We’ve seen that scientific research generally meets a set of key characteristics: it focuses on improving our understanding of the natural world, works with testable ideas that can be verified with evidence, relies on the scientific community, inspires ongoing research, and is performed by people who behave scientifically. While not all scientific investigations line up perfectly with the Science Checklist, science, as an endeavor, strives to embody these features. Ernest Rutherford’s discovery of the atomic nucleus, for example, satisfied those characteristics quite neatly. But how would a less familiar scientific investigation — one that wouldn’t show up in a high school science textbook — measure up against the Science Checklist? To find out, we’ll look at an example from the field of psychology…
Most of us have probably wondered how other animals think and experience the world (e.g, is Fido really happy to see me or does he just want a treat?) — but can that curiosity be satisfied by science? After all, how could we ever test an idea about how another animal thinks? In the 1940s, psychologist Edward Tolman investigated a related question using the methods of science. He wanted to know how rats successfully navigate their surroundings — for example, a maze containing a hidden reward. Tolman suspected that rats would build mental maps of the maze as they investigated it, forming a mental picture of the layout of the maze. But many of his colleagues thought that rats would learn to navigate the maze through stimulus-response, associating particular cues with particular outcomes (e.g., taking this tunnel means I get a piece of cheese) without forming a general picture of how the whole maze looks.
Here’s how Tolman’s investigation measures up against our checklist:
- Natural world?
The brains of rats and their workings are a part of the natural world, as is the behavior of rats.
- Aims to explain?
Tolman aimed to explain how rats navigate their surroundings.
- Testable ideas?
The two ideas about how rats navigate (mental maps vs. stimulus-response) are testable, but figuring out how to test them required some clever and logical thinking about experimental design. To test these ideas, Tolman and his colleagues trained rats in a maze which offered them many different tunnels to enter first. One of the tunnels twisted and turned but consistently led to the reward, and the rats quickly learned to go down that tunnel. Then the experimenters blocked the entrance to the reward tunnel. What would the rats do? Tolman reasoned that if the rats were navigating with a mental map, they would pick another tunnel that, according to their mental map of the maze, led in the direction of the food. But if the rats were navigating via stimulus-response, Tolman reasoned that they would choose the tunnel closest to the original reward tunnel, regardless of where it led, since that was closest to the stimulus with the pay-off.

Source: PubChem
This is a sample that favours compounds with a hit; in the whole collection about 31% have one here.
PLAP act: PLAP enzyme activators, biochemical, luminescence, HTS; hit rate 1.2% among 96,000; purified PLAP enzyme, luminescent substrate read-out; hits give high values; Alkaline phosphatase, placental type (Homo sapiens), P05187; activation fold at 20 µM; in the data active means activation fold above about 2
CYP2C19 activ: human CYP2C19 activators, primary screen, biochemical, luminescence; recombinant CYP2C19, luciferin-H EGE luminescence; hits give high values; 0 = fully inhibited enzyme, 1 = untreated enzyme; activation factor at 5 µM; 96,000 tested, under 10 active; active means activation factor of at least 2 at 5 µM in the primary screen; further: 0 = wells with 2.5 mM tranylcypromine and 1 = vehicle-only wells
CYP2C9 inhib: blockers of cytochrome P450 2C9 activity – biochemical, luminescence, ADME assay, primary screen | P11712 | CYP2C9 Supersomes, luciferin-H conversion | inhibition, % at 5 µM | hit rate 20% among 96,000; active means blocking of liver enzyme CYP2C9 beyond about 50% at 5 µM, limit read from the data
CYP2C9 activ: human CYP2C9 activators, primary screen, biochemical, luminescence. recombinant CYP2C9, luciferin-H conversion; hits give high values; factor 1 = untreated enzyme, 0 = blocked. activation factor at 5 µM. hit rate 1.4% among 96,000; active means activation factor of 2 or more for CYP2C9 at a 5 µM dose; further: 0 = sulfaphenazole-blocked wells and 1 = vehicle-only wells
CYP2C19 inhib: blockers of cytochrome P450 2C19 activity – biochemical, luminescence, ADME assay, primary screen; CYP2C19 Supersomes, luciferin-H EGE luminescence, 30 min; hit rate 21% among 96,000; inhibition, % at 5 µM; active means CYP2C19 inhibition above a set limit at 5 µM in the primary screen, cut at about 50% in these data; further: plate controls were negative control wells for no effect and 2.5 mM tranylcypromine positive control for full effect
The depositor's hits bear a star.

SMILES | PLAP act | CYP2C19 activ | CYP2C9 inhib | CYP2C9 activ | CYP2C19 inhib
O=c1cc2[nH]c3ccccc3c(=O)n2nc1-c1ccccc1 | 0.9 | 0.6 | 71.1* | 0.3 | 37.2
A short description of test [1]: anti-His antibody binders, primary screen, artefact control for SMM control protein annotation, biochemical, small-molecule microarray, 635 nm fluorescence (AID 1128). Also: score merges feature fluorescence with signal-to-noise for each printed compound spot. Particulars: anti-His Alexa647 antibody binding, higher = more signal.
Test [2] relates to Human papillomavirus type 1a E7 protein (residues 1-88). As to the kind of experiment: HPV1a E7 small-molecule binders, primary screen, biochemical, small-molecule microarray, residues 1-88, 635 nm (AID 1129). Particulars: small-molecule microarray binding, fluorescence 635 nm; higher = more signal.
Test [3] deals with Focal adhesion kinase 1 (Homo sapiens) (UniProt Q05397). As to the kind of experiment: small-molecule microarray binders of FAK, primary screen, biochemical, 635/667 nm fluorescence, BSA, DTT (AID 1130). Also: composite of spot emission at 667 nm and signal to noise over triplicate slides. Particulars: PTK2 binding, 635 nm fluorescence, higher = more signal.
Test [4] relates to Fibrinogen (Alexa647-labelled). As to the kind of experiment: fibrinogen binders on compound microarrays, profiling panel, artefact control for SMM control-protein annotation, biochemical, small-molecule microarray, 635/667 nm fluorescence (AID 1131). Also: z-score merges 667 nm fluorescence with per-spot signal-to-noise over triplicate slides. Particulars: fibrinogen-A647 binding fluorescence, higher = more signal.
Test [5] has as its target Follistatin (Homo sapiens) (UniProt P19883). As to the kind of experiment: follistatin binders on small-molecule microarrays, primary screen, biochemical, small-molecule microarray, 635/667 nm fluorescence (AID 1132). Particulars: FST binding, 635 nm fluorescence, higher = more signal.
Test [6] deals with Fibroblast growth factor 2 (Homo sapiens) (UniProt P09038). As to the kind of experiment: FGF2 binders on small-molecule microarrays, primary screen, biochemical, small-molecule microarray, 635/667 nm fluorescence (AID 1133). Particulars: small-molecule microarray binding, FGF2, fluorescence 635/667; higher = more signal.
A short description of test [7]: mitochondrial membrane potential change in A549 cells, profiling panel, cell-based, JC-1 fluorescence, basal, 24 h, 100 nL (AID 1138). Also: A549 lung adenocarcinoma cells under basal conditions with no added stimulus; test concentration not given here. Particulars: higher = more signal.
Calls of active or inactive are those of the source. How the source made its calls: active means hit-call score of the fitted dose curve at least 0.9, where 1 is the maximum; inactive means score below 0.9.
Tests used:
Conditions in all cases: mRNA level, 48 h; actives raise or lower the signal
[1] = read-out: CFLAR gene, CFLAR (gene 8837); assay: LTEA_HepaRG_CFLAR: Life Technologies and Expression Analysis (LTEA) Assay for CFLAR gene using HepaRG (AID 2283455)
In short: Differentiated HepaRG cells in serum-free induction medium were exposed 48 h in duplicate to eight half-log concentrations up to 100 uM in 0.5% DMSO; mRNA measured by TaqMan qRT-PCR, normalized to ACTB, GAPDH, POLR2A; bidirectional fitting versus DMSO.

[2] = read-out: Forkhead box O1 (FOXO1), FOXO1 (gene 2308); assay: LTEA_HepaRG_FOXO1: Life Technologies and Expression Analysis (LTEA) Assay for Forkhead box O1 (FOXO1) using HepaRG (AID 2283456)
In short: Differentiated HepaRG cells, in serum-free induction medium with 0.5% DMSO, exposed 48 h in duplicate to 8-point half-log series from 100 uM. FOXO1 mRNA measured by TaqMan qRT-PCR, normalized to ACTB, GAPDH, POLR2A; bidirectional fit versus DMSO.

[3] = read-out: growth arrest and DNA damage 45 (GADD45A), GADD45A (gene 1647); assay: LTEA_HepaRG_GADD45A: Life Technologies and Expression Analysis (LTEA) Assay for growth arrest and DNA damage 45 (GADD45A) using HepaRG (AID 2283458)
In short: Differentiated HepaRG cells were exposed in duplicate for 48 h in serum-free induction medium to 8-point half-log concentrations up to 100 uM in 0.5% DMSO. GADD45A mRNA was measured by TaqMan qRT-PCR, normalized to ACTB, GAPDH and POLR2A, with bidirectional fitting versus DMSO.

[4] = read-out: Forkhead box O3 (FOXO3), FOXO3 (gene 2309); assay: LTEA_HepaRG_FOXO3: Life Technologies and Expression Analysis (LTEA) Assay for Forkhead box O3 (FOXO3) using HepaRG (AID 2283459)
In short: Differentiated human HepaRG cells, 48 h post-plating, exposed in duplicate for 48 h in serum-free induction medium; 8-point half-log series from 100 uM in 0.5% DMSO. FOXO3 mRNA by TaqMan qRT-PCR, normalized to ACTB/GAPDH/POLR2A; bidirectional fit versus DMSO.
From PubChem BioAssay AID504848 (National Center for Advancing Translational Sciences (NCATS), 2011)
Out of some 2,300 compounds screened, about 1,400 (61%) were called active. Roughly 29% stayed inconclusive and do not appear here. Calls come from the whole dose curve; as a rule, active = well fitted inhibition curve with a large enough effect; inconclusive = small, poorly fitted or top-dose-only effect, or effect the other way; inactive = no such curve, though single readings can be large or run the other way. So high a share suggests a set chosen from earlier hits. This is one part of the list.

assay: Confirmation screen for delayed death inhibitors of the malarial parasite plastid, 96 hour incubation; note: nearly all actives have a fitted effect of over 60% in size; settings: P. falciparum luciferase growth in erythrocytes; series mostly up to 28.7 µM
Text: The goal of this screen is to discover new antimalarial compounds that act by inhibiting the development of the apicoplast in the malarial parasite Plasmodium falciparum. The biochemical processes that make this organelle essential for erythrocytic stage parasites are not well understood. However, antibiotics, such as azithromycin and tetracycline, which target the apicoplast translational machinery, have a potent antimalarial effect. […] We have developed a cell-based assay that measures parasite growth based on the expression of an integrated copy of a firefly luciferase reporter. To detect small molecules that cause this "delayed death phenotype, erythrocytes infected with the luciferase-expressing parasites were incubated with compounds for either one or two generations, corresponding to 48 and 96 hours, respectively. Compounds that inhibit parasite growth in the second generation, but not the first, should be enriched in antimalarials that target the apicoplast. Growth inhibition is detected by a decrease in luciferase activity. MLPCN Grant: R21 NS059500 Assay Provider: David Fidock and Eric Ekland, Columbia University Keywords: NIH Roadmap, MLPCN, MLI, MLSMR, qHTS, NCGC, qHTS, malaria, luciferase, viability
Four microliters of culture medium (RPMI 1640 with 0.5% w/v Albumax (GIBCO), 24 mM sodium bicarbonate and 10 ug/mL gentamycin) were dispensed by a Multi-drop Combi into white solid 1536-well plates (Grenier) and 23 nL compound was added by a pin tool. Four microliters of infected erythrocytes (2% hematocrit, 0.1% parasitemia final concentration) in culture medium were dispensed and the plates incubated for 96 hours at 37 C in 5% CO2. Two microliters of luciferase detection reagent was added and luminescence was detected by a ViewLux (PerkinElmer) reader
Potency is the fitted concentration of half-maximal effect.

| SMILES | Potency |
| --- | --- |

- Relies on evidence?
Tolman and his colleagues tested the mental map idea with several experiments, including the tunnel experiment described above. In that experiment, they found that most of the rats picked a tunnel that led in the direction of the food, instead of one close to the original reward tunnel. The evidence supported the idea that rats navigate using something like a mental map.
- Scientific community?
Tolman published many papers on this topic in scientific journals in order to explain his experiments and the evidence relevant to them to other psychologists.
- Ongoing research?
This research is a small part of a much larger body of ongoing psychological research about how organisms learn and make decisions based on their representations of the world.
- Scientific behavior?
Edward Tolman and his colleagues acted with scientific integrity and behaved in ways that push science forward. They accurately reported their results and allowed others to test their ideas.
So is it science? Though it might not be the example that comes to mind first when someone says “science experiment,” this psychological research is very much within the realm of science.
Take a sidetrip
To find out more about less familiar examples of science and see how they match up to the Science Checklist, explore these side trips:
Want to see how investigations in biology, chemistry, and space and earth science measure up against the Science Checklist? Visit these side trips:
- The science checklist applied: Solving DNA’s double helix
- The science checklist applied: CFCs and the destruction of the ozone layer
- The science checklist applied: Studying variable stars
To see how a less-than-ideal scientific investigation measures up against the Science Checklist, visit The science checklist applied: Cold fusion.